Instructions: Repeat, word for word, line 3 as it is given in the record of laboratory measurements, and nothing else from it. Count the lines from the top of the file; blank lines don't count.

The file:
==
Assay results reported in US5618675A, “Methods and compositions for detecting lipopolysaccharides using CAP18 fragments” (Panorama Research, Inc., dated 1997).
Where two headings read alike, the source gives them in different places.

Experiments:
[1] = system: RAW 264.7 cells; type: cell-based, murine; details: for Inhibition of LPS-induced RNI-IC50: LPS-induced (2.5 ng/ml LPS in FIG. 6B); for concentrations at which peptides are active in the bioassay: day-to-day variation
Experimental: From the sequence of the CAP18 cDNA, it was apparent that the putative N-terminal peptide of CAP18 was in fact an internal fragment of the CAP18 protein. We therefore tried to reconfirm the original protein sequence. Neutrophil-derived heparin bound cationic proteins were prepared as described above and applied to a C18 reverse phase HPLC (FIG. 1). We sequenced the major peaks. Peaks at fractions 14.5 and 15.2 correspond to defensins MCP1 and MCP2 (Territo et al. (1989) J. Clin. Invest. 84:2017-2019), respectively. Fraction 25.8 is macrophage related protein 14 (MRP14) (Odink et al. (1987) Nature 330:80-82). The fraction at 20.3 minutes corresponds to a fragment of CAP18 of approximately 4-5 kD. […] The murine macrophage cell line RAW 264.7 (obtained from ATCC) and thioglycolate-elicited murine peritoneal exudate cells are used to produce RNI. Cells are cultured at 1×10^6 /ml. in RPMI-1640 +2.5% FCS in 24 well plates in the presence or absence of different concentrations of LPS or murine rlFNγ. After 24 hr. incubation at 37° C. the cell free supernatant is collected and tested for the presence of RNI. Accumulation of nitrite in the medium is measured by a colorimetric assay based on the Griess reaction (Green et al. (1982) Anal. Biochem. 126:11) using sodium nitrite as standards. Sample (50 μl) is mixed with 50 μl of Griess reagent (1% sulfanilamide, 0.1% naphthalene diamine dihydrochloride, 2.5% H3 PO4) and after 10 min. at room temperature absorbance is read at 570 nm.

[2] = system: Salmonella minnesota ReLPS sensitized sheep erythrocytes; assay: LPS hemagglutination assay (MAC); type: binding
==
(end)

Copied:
Experiments: